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Re: [nslu2-linux] Re: possible to mod the slug for gigabit ethernet?

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  • Manu Abraham
    ... Yes.. ... I did not know the exact details.. ... Work on Hardware is not that easy. Usually, would result in breaking it in the first case, trying to do
    Message 1 of 8 , Feb 27, 2005
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      Trevor wrote:
      >
      > --- In nslu2-linux@yahoogroups.com, Manu Abraham <manu@k...> wrote:
      >
      >>If the Gig-E chips can be interfaced through the 34 pin PIO
      >
      > connector as
      >
      >>described, probably a Gig-E be made to interface to the 34 pin
      >
      > connector ?
      >
      > What 34 pin PIO connector? Are you talking about Rod's 34 pin
      > universal connector mod in the wiki at

      Yes..

      > http://www.nslu2-linux.org/wiki/HowTo/AddAThirtyFourPinUniversalConnector
      > ? If so then no, all that does is bring out the internal USB client
      > port, JTAG, I2C and the two serial ports.

      I did not know the exact details..

      >
      > Adding GigE to the NSLU2 is basically not going to happen unless
      > Linksys decide to make a variant which has it built in.
      >
      > The NPEs inside the IXP420 max out at 100Mbps so you'd have to use an
      > external chip to handle it. The PCI bus is connected directly to the
      > NEC USB 2.0 controller which is a BGA so tapping those lines isn't
      > going to be easy. You could do a hack involving the expansion bus I
      > guess which is slightly easier to tap but that'd involve a lot of work
      > creating the necessary glue logic to go between it and a NIC chipset.
      >
      Work on Hardware is not that easy. Usually, would result in breaking it
      in the first case, trying to do modifications..

      > In short, adding GigE would not be worth the effort and as noted by
      > Inge, you won't see any performance increases.

      I was not suggesting exactly that, a hack would be required, that was
      what i meant by "info".
      Most of the GigE chips have a MIPS core, which would help to a certain
      extent in reducing the overhead..

      And the hack was the "interface" i was talking about.(Something similar
      to a small host bus.) The "glue logic" could vary.. If somebody could
      work with a FPGA as a glue logic to the ASIC based GigE, interfaced to
      the PCI bus then all that would make sense.. But it is quite some work,
      require to do some work on an external prototyping board also. As you
      explained, getting the connections out would be a major task, but i have
      an idea here.. but quite difficult, if you can get the processor, out
      from the PCB, extend it vertically upwards (it would be a real gimmick).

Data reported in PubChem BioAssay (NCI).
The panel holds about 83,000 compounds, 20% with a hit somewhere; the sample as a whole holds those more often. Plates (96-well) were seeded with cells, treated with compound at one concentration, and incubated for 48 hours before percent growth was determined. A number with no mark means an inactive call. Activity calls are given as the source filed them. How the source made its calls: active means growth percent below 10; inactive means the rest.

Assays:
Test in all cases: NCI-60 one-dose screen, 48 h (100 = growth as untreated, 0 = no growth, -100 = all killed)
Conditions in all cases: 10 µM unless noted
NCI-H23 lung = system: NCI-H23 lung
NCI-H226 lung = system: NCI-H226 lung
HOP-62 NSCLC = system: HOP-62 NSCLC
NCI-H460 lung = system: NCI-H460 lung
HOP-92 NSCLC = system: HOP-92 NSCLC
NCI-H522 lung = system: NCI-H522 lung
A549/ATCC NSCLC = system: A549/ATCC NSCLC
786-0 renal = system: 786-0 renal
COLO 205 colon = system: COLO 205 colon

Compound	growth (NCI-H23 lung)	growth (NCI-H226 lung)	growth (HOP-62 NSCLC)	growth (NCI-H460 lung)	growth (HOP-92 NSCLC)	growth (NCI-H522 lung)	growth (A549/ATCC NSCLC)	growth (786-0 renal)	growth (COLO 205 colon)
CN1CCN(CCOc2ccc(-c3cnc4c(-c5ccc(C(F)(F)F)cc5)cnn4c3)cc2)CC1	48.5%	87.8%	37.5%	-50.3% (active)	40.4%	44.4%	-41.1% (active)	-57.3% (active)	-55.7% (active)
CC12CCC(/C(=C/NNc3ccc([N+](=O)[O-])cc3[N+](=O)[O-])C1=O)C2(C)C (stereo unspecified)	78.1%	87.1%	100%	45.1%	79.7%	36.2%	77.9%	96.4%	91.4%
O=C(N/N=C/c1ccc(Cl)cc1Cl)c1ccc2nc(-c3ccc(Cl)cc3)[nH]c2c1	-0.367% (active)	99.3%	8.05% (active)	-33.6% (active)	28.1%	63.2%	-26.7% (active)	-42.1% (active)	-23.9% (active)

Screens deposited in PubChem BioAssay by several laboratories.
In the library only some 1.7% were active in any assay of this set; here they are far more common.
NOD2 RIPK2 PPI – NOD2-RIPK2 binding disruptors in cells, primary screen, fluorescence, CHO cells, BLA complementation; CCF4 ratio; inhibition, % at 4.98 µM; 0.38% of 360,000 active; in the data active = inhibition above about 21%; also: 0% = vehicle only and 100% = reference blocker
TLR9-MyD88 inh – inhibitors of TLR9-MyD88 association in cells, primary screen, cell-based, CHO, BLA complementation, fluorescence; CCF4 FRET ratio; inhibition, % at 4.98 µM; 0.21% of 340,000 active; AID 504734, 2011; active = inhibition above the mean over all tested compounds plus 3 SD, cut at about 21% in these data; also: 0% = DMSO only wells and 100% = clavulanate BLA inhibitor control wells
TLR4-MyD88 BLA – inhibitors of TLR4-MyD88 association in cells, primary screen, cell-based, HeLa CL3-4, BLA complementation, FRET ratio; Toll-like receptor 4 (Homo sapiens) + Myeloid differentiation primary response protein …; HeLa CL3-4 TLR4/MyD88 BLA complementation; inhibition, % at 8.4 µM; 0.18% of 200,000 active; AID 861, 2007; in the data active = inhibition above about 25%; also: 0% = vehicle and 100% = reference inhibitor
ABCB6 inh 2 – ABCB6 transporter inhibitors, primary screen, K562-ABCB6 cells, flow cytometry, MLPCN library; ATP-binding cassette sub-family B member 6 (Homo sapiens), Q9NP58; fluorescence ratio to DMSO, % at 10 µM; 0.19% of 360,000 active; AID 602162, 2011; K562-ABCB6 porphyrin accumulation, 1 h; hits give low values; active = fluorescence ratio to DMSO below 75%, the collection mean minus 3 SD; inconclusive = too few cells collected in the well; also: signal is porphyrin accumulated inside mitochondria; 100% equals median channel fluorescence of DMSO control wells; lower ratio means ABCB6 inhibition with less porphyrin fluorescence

Then the PCI expansion connections could be tapped out.

      But anyway, it would be quite a lot of work, and it would not be an easy
      hobbyist work on BGA's.


      Manu
    • Trevor
      ... breaking it ... I never said it would be easy. Just that it s technically possible but for various reasons it s not worth doing it. ... could ... to ... A
      Message 2 of 8 , Feb 27, 2005
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        --- In nslu2-linux@yahoogroups.com, Manu Abraham <manu@k...> wrote:
        > Work on Hardware is not that easy. Usually, would result in
        breaking it
        > in the first case, trying to do modifications..

        I never said it would be easy. Just that it's technically possible
        but for various reasons it's not worth doing it.

        > to a small host bus.) The "glue logic" could vary.. If somebody
        could
        > work with a FPGA as a glue logic to the ASIC based GigE, interfaced
        to
        > the PCI bus then all that would make sense.. But it is quite some

        A few of us do actually have the necessary experience to do this.
        Time, money and motivation being the main limiting factors...

        > an idea here.. but quite difficult, if you can get the processor,
        out
        > from the PCB, extend it vertically upwards (it would be a real
        gimmick).
        > Then the PCI expansion connections could be tapped out.

        It'd be easier and cheaper to just buy a development board like the
        IXDP425 kit if you're doing all that. The board has a IXP425 instead
        of the IXP420 we've got in the NSLU2 so you can use the crypto
        features as well if you wish and it has the full complement of
        interfaces. The PCI bus is brought out to a slot as well.

        - Trevor
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